The Importance of Water Changes in Aquarium Maintenance

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One of the most important and overlooked factors of maintaining a healthy aquarium is the routine partial water change. Most aquarists know they should do water changes, but not everyone has a fixed schedule of when and how much water should be replaced.

Why are water changes needed?

• In an established aquarium, ammonia (decaying food and fish waste) is broken down by bacteria to nitrite, and nitrite is then further broken down to nitrate. Although nitrate is the least toxic it does build up over time if left unchecked. Water changes are the most effective way of removing nitrate from the aquarium.

• Poor water quality is often the root cause of various diseases and health problems. It can also lead to infections on injured fish.

• The build-up of nitrates in the aquarium can inhibit the growth of your fish and reduce their color and vitality.

• Minerals and trace elements are depleted over time. Water changes replenish the minerals and trace elements which are required for your fish to stay healthy.

How Much, How Often?

There is no standard answer to the question of how much water to exchange, or how often. It depends on several factors including the size of your tank, number of fish, feeding schedule and filtration system.

For example, in a tank with larger fish or fish that produce a lot of waste, larger volume and more frequent water changes will be need than for a lightly stocked tropical community tank.

Testing for nitrates is an effective way to measure your water quality. Ideally the nitrate level of your tank should be kept below 40ppm. With regular testing you will be able to determine and setup the water change schedule needed to keep below the 40ppm threshold.

A weekly water change of 10-20% is preferred over a 50% monthly change as there is less of a sudden change in water chemistry and stress on the fish.

Remember, replacing water lost due to evaporation does not count as a water change. This is simply “topping off” the aquarium. When water evaporates, all the waste, nutrients, chemicals, and other materials are left behind in the tank at a more concentrated level. This pollution must still be removed with a water change.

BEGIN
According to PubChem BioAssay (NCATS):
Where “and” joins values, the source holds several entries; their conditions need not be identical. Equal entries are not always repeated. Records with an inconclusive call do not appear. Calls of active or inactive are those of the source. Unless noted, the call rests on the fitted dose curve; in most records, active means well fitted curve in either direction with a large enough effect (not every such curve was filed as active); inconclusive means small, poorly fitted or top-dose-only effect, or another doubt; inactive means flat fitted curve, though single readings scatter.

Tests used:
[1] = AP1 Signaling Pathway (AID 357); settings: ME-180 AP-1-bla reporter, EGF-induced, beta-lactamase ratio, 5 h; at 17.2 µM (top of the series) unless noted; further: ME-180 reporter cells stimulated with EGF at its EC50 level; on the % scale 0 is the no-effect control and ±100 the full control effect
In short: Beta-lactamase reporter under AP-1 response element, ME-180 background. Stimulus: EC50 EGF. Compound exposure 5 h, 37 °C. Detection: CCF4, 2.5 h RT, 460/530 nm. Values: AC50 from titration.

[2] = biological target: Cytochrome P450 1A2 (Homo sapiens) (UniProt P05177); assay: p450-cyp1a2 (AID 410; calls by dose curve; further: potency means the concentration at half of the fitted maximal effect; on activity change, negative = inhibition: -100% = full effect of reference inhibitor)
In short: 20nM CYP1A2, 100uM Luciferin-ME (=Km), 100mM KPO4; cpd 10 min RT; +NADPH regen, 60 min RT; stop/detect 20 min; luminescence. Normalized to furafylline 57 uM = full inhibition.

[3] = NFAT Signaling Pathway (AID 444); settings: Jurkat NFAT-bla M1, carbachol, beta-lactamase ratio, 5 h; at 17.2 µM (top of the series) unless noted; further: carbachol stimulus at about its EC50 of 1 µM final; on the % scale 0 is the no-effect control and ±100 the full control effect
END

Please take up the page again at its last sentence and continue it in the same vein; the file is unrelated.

Changing the Water

To begin you will need to prepare the water which you will be using to re-fill your aquarium. You want the new water to be as close as possible to the old water you will be removing, especially in regards to temperature, salinity, and pH. If you are using tap water, you can add dechlorinator to remove the chlorine and chloramines. Calculate and add the amount of water conditioner needed to treat the whole tank, not just the volume of new water being added. Use a spare heater if it is necessary to raise the temp of the replacement water.

Tip: Letting the new water sit in a bucket for a day with an air-stone running will help to dissipate dissolved gasses and will allow the pH to stabilize before the water is added to the tank.

Before you start removing the water you should power off some equipment such as heater, filter, circulation pumps, protein skimmer which could be damaged if they run dry.

When siphoning out the old water, vacuum the substrate at the same time. That way you get rid of some of the junk that is building up at the bottom of the tank. You can also rake the substrate with your fingers to dislodge some of the detritus, which can then be removed during the siphoning process.

When the siphoning is finished the new water can then be added to tank to bring the water back up to the required level.

My Simple DIY Water Changer

For carrying out water changes on small tanks a hose and bucket is sufficient but for large tanks it can be a backbreaking task. To make things a bit easier on myself I have designed this simple water changer that I would like to share with you.

Things you will need: 1) Filter tube and intake strainer. 2) Length of hose.

3) Fitting to secure hose to water tap or faucet.

The below image shows the filter tube and intake strainer. This is a generic type U bend filter tube and available at most aquarium shops. I have a few of these tubes cut to different lengths depending on the size of water change being carried out. The great thing about this is that once you start the siphon it will continue until it reaches the intake strainer then it will stop.

Below is the fitting I am using to connect the hose to my water mixer. The hose to the tank will be connected to the end of the filter tube off-cut.

Water conditioner is added directly to the tank before filling up the aquarium with new water.

I then fill up the tank directly from the water mixer.

Once the tank is full I switch off the tap and remove the filter intake and hose from the aquarium before disconnecting the hose from the water mixer.

The water conditioner I use and recommend is Seachem Prime.

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